RESULTS: BRCA1 rs1799966 minor allele C (TC+CC vs. TT, OR = 0.402, 95% CI = 0.204-0.794, p = 0.008) and MDR1/ABCB1 rs1045642 minor allele A (GA +AA vs. GG, OR = 0.478, 95% CI = 0.244-0.934, p = 0.030) were associated with a better response to chemotherapy in advanced NSCLC patients. Survival analyses indicated that BRCA1 rs1799966 TC+CC genotypes were associated with a decreased risk of death (HR = 0.617, 95% CI = 0.402-0.948, p = 0.028) in advanced NSCLC patients, and the association was still significant after the adjustment for covariates. Multivariate Cox regression analysis showed that ERCC1 rs11615 AA genotype (P = 0.020) and smoking (p = 0.037) were associated with increased risks of death in early stage NSCLC patients after surgery.
CONCLUSIONS: Polymorphisms of genes in DNA repair pathway and MDR1 could contribute to chemotherapy response and survival of patients with NSCLC.

Wang Y, Masuyama H, Nobumoto E, et al.
The inhibition of constitutive androstane receptor-mediated pathway enhances the effects of anticancer agents in ovarian cancer cells.
Biochem Pharmacol. 2014; 90(4):356-66 [PubMed] Related Publications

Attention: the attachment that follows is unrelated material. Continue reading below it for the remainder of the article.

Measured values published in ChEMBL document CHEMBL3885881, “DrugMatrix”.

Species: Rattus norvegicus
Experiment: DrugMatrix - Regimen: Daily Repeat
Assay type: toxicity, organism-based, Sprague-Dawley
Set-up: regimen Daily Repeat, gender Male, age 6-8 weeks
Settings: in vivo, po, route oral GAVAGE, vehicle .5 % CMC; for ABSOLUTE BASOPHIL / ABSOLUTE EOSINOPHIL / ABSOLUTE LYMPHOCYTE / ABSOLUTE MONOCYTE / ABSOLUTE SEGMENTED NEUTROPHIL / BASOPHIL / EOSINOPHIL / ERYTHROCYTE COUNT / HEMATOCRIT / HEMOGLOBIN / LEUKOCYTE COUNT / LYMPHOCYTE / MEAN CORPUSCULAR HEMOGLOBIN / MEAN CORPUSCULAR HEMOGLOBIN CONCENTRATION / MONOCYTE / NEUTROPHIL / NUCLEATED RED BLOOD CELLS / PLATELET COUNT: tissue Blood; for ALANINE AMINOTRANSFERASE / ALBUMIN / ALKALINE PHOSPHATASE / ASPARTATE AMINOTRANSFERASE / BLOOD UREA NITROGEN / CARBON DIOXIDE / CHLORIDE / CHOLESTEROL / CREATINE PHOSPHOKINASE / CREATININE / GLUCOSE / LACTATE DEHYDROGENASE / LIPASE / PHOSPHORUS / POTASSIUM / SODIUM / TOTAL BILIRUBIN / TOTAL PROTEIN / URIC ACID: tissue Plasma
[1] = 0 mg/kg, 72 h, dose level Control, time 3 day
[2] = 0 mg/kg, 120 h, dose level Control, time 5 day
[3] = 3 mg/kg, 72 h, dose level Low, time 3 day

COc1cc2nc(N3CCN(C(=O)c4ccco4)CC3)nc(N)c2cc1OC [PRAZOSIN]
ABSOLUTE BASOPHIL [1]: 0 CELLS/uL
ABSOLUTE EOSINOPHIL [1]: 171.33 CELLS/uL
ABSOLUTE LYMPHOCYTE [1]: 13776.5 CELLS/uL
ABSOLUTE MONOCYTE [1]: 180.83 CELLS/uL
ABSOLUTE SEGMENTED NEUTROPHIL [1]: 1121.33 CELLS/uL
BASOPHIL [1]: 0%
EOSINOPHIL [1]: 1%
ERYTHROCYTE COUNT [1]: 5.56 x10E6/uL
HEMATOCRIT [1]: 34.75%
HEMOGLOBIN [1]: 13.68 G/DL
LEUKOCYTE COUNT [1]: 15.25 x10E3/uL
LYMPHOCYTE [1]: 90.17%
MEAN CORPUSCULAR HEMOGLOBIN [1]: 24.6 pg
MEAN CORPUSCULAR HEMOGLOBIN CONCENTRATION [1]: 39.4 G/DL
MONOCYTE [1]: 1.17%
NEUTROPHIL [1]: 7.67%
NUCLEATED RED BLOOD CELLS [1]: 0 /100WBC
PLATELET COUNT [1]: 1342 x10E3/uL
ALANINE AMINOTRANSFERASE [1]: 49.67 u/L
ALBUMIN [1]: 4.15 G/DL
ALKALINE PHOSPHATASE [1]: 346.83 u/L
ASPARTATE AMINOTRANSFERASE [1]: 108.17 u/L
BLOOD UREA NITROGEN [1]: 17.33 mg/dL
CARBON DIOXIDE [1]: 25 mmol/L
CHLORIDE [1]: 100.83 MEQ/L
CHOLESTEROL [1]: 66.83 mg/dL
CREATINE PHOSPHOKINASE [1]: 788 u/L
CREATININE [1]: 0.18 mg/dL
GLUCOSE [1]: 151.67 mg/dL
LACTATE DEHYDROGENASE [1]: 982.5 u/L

BACKGROUND: Ovarian cancer is commonly treated with anticancer agents; however, many tumors become resistant. Resistance is regulated, in part, by P-glycoprotein, which is encoded by the gene multiple drug resistance 1 (MDR1) and functions as a transmembrane efflux pump for the elimination of anticancer agents. Constitutive androstane receptor (CAR) is a nuclear receptor that regulates drug metabolism through control of MDR1 and other genes.
PURPOSE: We examined whether the inhibition of CAR-mediated pathway could influence the cytotoxicity of three anticancer drugs, cisplatin, paclitaxel, and arsenic trioxide, in ovarian cancer cells.
RESULTS: We observed that the cell proliferation of several ovarian cell lines expressing CAR significantly increased when CITCO was combined with anticancer agents compared with any anticancer agent alone. The up-regulation of MDR1 and UGT1A1 by anticancer agents was further enhanced in the presence of CITCO. We confirmed that combining CITCO with anticancer agents induced significantly lower levels of apoptosis than those achieved with any single anticancer drug. CAR down-regulation by RNA interference caused a significant increase in cell growth inhibition and enhancement of apoptosis in the presence of anticancer agents. Combination of CITCO with any anticancer agents significantly enhanced CAR-mediated transcription compared with any anticancer agents alone and CAR down-regulation completely inhibited the transcription in the presence of CITCO and/or anticancer agents.